subservience


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sub·ser·vi·ent

 (səb-sûr′vē-ənt)
adj.
1. Subordinate in capacity or function.
2. Obsequious; servile.
3. Useful as a means or an instrument; serving to promote an end.

[Latin subserviēns, subservient-, present participle of subservīre, to subserve; see subserve.]

sub·ser′vi·ence, sub·ser′vi·en·cy n.
sub·ser′vi·ent·ly adv.
ThesaurusAntonymsRelated WordsSynonymsLegend:
Noun1.subservience - the condition of being something that is useful in reaching an end or carrying out a plan; "all his actions were in subservience to the general plan"
condition, status - a state at a particular time; "a condition (or state) of disrepair"; "the current status of the arms negotiations"
2.subservience - in a subservient state
subordinateness, subsidiarity - secondary importance
3.subservience - abject or cringing submissiveness
submissiveness - the trait of being willing to yield to the will of another person or a superior force etc.
sycophancy - fawning obsequiousness
Translations

subservience

[səbˈsɜːvɪəns] N
1. [of person] (= submissiveness) → sumisión f; (= servility) → servilismo m
a life of subservience and drudgeryuna vida de sumisión y monotonía
subservience to sbsumisión a algn
2. (= secondary position) → subordinación f (to a)

subservience

[səbˈsɜːrviəns] nsoumission f
subservience to sb → soumission à qn

subservience

n (pej)Unterwürfigkeit f(to gegenüber); (form)Unterworfenheit f (→ to unter +acc)

subservience

[səbˈsɜːvɪns] n subservience (to)sottomissione f (a)
References in classic literature ?
Here, as elsewhere, he was surrounded by an atmosphere of subservience to his wealth, and being in the habit of lording it over these people, he treated them with absent-minded contempt.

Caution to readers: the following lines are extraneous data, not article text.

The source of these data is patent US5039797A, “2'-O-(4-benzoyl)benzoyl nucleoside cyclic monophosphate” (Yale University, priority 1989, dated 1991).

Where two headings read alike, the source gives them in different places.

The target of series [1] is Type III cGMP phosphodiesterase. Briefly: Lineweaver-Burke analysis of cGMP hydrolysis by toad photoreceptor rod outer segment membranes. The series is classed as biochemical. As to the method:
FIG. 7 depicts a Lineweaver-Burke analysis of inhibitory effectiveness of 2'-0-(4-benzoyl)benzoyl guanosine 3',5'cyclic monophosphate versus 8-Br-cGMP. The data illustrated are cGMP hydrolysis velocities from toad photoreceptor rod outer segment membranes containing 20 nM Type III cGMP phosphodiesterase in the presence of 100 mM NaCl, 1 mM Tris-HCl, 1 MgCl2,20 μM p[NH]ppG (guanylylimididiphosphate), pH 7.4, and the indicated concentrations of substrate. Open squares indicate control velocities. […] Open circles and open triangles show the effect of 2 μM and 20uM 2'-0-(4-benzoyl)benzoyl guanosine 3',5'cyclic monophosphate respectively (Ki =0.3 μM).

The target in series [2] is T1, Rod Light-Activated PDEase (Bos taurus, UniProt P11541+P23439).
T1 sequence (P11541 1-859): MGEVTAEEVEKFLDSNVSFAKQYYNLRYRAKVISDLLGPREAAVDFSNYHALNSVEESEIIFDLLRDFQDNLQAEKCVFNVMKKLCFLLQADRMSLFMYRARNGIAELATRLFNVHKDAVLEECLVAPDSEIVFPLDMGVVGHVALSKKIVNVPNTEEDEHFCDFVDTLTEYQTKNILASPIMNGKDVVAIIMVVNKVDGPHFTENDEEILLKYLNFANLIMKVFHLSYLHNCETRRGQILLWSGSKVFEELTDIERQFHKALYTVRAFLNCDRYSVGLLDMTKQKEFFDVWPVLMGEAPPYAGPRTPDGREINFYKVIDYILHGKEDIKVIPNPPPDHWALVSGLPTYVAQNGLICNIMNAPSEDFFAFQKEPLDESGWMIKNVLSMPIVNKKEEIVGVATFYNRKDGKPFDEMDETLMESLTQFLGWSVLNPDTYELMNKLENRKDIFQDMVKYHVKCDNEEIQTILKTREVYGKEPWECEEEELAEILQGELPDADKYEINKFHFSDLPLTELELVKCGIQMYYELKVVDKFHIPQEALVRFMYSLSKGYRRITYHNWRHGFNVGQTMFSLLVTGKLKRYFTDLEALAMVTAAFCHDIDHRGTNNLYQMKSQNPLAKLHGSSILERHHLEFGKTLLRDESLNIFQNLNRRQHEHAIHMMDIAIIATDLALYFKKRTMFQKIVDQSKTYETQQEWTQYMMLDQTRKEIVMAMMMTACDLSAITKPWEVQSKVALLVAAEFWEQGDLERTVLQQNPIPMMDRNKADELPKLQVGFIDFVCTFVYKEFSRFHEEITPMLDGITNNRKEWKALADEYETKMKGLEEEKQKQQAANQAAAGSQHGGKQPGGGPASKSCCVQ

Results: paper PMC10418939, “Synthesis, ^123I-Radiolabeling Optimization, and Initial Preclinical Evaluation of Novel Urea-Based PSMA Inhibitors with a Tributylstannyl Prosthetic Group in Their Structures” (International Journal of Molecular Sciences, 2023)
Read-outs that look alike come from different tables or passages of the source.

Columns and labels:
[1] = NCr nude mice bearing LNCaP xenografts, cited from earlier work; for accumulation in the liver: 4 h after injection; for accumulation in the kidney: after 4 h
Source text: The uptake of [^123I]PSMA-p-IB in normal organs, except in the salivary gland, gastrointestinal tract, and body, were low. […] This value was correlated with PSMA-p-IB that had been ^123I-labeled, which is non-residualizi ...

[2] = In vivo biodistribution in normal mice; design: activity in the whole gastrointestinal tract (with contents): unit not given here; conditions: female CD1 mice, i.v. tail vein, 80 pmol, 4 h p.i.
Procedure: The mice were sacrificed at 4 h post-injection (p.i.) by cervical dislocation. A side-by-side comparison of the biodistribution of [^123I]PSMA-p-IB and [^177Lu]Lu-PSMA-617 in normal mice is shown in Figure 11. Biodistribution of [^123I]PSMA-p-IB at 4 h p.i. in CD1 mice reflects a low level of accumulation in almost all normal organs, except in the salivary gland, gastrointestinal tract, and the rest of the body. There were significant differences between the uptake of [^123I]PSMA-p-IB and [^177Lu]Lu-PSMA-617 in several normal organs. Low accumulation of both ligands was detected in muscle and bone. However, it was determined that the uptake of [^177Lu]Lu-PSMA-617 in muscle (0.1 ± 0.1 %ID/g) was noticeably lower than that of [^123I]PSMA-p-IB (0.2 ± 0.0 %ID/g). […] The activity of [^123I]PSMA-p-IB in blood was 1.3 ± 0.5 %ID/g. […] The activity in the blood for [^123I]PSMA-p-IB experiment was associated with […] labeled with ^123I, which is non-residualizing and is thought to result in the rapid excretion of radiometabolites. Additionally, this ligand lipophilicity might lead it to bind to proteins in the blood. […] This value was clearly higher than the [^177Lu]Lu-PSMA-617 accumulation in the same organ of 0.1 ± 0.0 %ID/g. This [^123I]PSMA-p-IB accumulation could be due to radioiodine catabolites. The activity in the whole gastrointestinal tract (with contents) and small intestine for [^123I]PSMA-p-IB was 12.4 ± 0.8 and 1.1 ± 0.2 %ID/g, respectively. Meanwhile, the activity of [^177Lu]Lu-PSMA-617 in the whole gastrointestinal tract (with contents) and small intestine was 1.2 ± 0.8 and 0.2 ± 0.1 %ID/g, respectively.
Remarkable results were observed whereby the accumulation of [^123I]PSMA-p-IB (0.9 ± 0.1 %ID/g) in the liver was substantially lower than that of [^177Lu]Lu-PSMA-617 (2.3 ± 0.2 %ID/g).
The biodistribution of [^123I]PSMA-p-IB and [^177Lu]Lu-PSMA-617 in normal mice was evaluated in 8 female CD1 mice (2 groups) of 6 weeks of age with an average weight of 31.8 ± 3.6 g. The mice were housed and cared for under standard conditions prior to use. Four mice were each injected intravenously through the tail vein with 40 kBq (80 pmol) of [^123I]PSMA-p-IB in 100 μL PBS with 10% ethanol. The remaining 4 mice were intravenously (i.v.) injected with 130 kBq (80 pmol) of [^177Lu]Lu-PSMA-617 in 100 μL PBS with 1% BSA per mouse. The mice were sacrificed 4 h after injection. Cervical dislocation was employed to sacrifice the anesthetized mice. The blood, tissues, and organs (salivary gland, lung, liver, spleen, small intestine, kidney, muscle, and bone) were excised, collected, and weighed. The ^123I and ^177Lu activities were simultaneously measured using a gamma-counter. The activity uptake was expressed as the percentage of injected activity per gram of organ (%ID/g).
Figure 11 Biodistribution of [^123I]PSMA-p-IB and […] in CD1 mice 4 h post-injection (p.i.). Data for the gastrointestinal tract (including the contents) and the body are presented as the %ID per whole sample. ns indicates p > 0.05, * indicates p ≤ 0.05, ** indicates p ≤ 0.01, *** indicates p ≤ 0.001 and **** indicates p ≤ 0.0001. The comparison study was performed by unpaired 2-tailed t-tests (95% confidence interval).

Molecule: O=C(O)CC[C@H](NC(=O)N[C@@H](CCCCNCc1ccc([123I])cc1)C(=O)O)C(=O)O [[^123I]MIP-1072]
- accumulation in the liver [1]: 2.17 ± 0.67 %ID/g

It was the soft, amiable Negro voice, like those I remembered from early childhood, with the note of docile subservience in it.
His attitude became one of good-humored subservience and tacit adoration.
There are deferential people in a dozen callings whom my Lady Dedlock suspects of nothing but prostration before her, who can tell you how to manage her as if she were a baby, who do nothing but nurse her all their lives, who, humbly affecting to follow with profound subservience, lead her and her whole troop after them; who, in hooking one, hook all and bear them off as Lemuel Gulliver bore away the stately fleet of the majestic Lilliput.
For the Lilliputians think nothing can be more unjust, than for people, in subservience to their own appetites, to bring children into the world, and leave the burthen of supporting them on the public.
They patronized the university and the churches, and the pastors especially bowed at their knees in meek subservience.
She could not indeed imitate his excess of subservience, because she was a stranger to the meanness of mind, and to the constant state of timid apprehension, by which it was dictated; but she bore herself with a proud humility, as if submitting to the evil circumstances in which she was placed as the daughter of a despised race, while she felt in her mind the consciousness that she was entitled to hold a higher rank from her merit, than the arbitrary despotism of religious prejudice permitted her to aspire to.
Lydgate was no Puritan, but he did not care for play, and winning money at it had always seemed a meanness to him; besides, he had an ideal of life which made this subservience of conduct to the gaining of small sums thoroughly hateful to him.
This was the easier, in that she was perfect mistress of that diplomatic art which unites the utmost subservience of manner with the utmost inflexibility as to measure.
Here it was before him, a courtroom and a judge, bowed down in subservience by the machine to a dive-keeper who swung a string of votes.
The rantings of Mr Charles Clarke and his Home Office zealots have about them that which might be the near-hysteria of those who recognise their own incompetence, but believe that they can bully and threaten others into subservience.
In 31 chapters they show how that power provided, paradoxically, slavery and freedom, wealth and poverty, privilege and subservience, war and peace, and how the systems and frameworks of power that functioned domestically became the model for how America chose to deal with the rest of the world.